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Home arrow Archive: Earlier Fringes arrow Archive: Brighton 2013 arrow Latest Reviews arrow Well-Behaved Women Rarely Make History
Well-Behaved Women Rarely Make History
Published on Wednesday, 22 May 2013

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3 stars

Upstairs at Three and Ten (venue website)
17-19 May, 1:00pm-1:45pm
Reviewed by Mathilda Gregory

 Warning: Contains strong language and nudity.
 Suitable for age 16+ only.

This is an interesting one-woman show, performed by the versatile and confident Caroline Curran. The simple premise is to present a glimpse into the lives of some notorious women, who illustrate the Marilyn Monroe quote which gives the show its title. The first of these is Marilyn herself, the second Mo Mowlam, and the third is murderer Aileen Wuornos.

It’s an incongruous trio. The inclusion of Mo Mowlam seemed most intriguing, but sadly her section was probably the slightest, despite the revelation that she had once come close to being a victim of killer Ted Bundy. Marilyn is the most substantial contributor, but is there much new to say about her? I liked the way that her voice didn’t take on that familiar breathy tone until she slipped into the iconic, white halter-neck dress – but other than that, it was impossible to escape the idea that this Marilyn was the same old Marilyn that had been seen many times before.

Wuornos was easily the most compelling performance, and I would have liked to have watch a longer show about her. Curran is mesmeric when she shuffles on the bright orange overalls and ratty wig, and begins her confrontational tirade. I was sorry when this segment came to an end – it really felt like there were more places to go. But the varying intensity of the three pieces wasn’t the only thing that felt uneven.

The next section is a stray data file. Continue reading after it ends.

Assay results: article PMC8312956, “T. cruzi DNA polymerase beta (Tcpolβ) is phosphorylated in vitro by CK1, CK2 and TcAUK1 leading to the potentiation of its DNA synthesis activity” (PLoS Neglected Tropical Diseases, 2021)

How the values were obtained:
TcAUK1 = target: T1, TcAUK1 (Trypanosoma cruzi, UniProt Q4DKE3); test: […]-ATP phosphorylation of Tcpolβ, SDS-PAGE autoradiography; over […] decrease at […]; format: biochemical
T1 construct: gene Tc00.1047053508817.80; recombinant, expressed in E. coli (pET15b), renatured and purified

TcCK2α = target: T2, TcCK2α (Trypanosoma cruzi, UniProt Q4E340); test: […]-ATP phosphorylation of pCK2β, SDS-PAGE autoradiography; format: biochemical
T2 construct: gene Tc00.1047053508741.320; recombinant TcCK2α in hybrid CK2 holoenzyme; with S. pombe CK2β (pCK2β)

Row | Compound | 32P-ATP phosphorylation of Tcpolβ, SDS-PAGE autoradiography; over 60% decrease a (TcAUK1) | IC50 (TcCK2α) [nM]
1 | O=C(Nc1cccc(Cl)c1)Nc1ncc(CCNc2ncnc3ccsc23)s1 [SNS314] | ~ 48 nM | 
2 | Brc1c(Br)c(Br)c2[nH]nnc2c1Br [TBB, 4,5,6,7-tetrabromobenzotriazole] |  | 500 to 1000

Try as I might, I couldn’t figure out who these women truly were, and how they connected. These three stories didn’t seem to enhance each other by being presented together. Each had a theme of abuse by men when young, and in the case of Marilyn and Wuornos this seemed linked to the women’s adult selves – but that wasn’t the case with Mowlam.

Visuals before and after the show, featuring many iconic women, seemed to suggest that it was about the stories of all women throughout history; or maybe all the women who personified the title, by making history by not being well-behaved. Except that some of those included in the slide-show didn’t really fit this idea – Anne Frank? Jackie Onassis? And some, like Rosa Parks, question what “well-behaved” really means.

In the end this is a show about a virtuoso performance. There’s nothing wrong with that, and Curran really turns one in. But I found it hard to ignore the fact that there seemed to be a further message – and I couldn’t fathom what it was.

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